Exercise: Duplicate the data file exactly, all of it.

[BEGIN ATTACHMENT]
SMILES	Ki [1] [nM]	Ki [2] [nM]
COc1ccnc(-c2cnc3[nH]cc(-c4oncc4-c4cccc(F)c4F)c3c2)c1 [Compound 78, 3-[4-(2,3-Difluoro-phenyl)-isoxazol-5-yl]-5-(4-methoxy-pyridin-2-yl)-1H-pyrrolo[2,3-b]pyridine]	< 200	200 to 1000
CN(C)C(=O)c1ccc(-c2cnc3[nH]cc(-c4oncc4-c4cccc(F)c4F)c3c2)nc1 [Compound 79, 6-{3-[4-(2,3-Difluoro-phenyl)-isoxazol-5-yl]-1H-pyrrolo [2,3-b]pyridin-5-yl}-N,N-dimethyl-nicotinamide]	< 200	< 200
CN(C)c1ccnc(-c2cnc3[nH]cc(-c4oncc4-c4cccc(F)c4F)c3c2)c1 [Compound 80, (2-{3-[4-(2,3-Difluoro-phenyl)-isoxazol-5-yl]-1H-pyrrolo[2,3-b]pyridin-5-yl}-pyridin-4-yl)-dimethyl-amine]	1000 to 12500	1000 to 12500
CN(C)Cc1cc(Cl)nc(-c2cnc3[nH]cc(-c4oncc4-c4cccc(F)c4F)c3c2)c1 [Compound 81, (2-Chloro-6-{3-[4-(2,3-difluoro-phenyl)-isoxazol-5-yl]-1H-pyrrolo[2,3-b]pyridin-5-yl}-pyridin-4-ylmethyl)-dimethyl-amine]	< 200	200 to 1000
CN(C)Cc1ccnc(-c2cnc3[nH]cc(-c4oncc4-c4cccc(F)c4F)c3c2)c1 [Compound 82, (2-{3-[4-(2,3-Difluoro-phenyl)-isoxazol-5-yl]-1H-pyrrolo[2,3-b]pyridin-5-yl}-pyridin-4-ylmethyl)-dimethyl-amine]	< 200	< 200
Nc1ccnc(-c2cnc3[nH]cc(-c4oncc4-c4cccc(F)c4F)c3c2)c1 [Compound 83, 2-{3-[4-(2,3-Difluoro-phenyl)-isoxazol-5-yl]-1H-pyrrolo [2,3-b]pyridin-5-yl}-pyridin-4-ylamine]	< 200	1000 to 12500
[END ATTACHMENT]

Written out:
SMILES	Ki [1] [nM]	Ki [2] [nM]
COc1ccnc(-c2cnc3[nH]cc(-c4oncc4-c4cccc(F)c4F)c3c2)c1 [Compound 78, 3-[4-(2,3-Difluoro-phenyl)-isoxazol-5-yl]-5-(4-methoxy-pyridin-2-yl)-1H-pyrrolo[2,3-b]pyridine]	< 200	200 to 1000
CN(C)C(=O)c1ccc(-c2cnc3[nH]cc(-c4oncc4-c4cccc(F)c4F)c3c2)nc1 [Compound 79, 6-{3-[4-(2,3-Difluoro-phenyl)-isoxazol-5-yl]-1H-pyrrolo [2,3-b]pyridin-5-yl}-N,N-dimethyl-nicotinamide]	< 200	< 200
CN(C)c1ccnc(-c2cnc3[nH]cc(-c4oncc4-c4cccc(F)c4F)c3c2)c1 [Compound 80, (2-{3-[4-(2,3-Difluoro-phenyl)-isoxazol-5-yl]-1H-pyrrolo[2,3-b]pyridin-5-yl}-pyridin-4-yl)-dimethyl-amine]	1000 to 12500	1000 to 12500
CN(C)Cc1cc(Cl)nc(-c2cnc3[nH]cc(-c4oncc4-c4cccc(F)c4F)c3c2)c1 [Compound 81, (2-Chloro-6-{3-[4-(2,3-difluoro-phenyl)-isoxazol-5-yl]-1H-pyrrolo[2,3-b]pyridin-5-yl}-pyridin-4-ylmethyl)-dimethyl-amine]	< 200	200 to 1000
CN(C)Cc1ccnc(-c2cnc3[nH]cc(-c4oncc4-c4cccc(F)c4F)c3c2)c1 [Compound 82, (2-{3-[4-(2,3-Difluoro-phenyl)-isoxazol-5-yl]-1H-pyrrolo[2,3-b]pyridin-5-yl}-pyridin-4-ylmethyl)-dimethyl-amine]	< 200	< 200
Nc1ccnc(-c2cnc3[nH]cc(-c4oncc4-c4cccc(F)c4F)c3c2)c1 [Compound 83, 2-{3-[4-(2,3-Difluoro-phenyl)-isoxazol-5-yl]-1H-pyrrolo [2,3-b]pyridin-5-yl}-pyridin-4-ylamine]	< 200	1000 to 12500